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Audience members look on as Brock Willard, senior of music education, introduces set of three songs called “Dogs Playing Poker”. This was the first time these songs were played for an audience on Friday, June 21. Seth Potter

Pittsburg celebrates a Musical Soiree

As part of the Pittsburg Music Fest, Pittsburg residents and Pitt State students celebrated a Musical Soiree. The Soiree featured music from various composers, including one student and one faculty member. 

Raul Munguia, professor of music, described a soiree as a celebration between musicians. The Soiree took place in the First United Methodist Church in downtown Pittsburg. 

A soiree is actually a musical gathering, usually, that is the tradition,” Munguia said. “But in this case, well if they’re here or home, it’s pretty intimate, so it’s a gathering where you usually have different people play. You have a party and then, ‘oh, I can sing, or I can play the piano, I can play the flute and the violin.’ It’s a party for musicians.” 

Mungia said something different about this Soiree was that there was only one “dead composer,” as the concert featured two of Pitt State’s own: Brock Willard, senior in music education, and John Ross, professor of music. 

“You know, it’s really nice for (students) to get this opportunity because they usually play in an academic setting and this is more about an artistic, more original,” Mungia said. “So it’s a little bit of positive in the way that he get exposure to present his work to students but soon to the communities, so I think it’s a good thing for him.” 

Whitley Chesney, graduate student in music performance, was one of the musicians who performed Willard’s piece, who is a fellow classmate. 

“I was actually really nervous,” Chesney said. “Brock’s compositions are very hard, but they’re very beautiful, so I was excited to work with Brock. It’s always nice to work with a composer who is there and you can ask questions to … it was very exciting.”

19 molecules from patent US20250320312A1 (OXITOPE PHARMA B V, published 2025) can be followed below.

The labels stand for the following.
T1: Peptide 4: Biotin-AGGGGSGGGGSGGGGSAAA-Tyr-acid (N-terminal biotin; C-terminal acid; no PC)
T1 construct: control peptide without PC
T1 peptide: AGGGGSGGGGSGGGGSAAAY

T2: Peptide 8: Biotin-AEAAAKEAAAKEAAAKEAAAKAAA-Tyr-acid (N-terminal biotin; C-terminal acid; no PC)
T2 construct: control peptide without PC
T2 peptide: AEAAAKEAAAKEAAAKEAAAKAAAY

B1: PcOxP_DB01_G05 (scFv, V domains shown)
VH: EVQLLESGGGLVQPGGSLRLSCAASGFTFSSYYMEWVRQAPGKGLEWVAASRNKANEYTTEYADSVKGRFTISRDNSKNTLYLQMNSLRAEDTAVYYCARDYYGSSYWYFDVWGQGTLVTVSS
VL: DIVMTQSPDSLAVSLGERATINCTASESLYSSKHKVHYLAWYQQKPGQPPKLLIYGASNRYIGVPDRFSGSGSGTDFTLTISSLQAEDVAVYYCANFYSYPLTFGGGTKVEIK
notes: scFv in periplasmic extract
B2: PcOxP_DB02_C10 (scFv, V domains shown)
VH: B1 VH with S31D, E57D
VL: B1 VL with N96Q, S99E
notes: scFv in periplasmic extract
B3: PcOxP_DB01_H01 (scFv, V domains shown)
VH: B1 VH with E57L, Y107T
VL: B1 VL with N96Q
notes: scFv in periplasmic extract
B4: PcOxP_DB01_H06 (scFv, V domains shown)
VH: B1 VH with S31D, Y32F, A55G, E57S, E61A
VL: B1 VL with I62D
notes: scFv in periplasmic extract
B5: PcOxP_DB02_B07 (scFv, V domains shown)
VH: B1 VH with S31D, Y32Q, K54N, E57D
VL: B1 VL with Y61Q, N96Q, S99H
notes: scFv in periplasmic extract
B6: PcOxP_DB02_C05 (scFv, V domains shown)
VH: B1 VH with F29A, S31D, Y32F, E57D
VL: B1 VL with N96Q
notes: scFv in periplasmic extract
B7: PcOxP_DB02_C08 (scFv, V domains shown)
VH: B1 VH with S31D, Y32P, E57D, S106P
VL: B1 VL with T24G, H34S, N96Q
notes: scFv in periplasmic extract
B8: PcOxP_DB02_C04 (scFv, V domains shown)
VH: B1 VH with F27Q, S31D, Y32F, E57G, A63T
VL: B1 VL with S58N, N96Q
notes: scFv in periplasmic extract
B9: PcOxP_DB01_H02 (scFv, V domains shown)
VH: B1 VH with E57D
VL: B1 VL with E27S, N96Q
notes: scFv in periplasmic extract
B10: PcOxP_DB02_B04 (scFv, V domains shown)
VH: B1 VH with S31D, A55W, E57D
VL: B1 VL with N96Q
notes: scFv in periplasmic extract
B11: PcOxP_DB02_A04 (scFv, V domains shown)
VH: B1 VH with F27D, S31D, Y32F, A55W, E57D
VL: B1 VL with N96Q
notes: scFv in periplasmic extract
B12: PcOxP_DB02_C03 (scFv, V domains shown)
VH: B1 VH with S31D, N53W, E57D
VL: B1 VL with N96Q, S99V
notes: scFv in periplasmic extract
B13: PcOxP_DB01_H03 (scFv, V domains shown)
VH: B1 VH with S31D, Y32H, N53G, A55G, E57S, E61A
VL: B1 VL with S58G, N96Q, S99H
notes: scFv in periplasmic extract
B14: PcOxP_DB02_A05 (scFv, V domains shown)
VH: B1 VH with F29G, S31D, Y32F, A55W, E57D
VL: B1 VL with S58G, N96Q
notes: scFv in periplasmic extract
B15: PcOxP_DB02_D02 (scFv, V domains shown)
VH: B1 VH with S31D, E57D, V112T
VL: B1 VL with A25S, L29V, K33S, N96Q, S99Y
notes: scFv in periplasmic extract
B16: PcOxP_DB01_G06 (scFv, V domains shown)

The piece Chesney performed Willard wrote specifically for her voice. 

“It was different because I had asked Brock to write me something, so I was expecting something for me and this seemed to fit my voice very well,” she said. “Brock knows my voice, knows my range, so it was really nice having someone write something knowing I sing high notes better than I sing low notes most of the time. So, he was able to create something that really showcased that for me. It was really awesome.” 

Some Pittsburg community members also came to support the Pitt State students who played, such as Darlene McLaren and Linda Frihart, who both know Willard. 

“This is a wonderful week for the people of Pittsburg,” McLaren said. “If you just think about it this is really terrific.” 

Frihart said both McLaren’s and her husbands have been involved with Pitt State for many years, which is why they frequently attend events like the Musical Soirée. 

“Just support the arts in Pittsburg. We go to everything almost that ever happens from PSU and the auditorium. There’s a group of six of us usually, but we’re diminished tonight. … I’m glad we’re still having this, I hope it continues. It really is marvelous. 

Both McLaren and Frihart appreciate the university holding music events like the Pittsburg Summer Music Festival. 

“When we moved here, we came from the city and we had no opportunity to attend things like this because of the distance and the cost, and it’s so easy here.” 

For Munguia, he felt the performance and the overall, weeklong music fest turned out great for both the performers and the audience members. 

“Oh, it exceeded my expectations, really,” Munguia said. “The response from the people in the audience, you know I joke with people that I said you got perfect attendance for this, you get an A plus or A minus, because a few of them, maybe eight to nine people, haven’t missed the concerts and it’s really nice to see that. And different folks go to, you know, little more pop things to more classical, so that’s the idea behind the program in that we have something for everybody.” 



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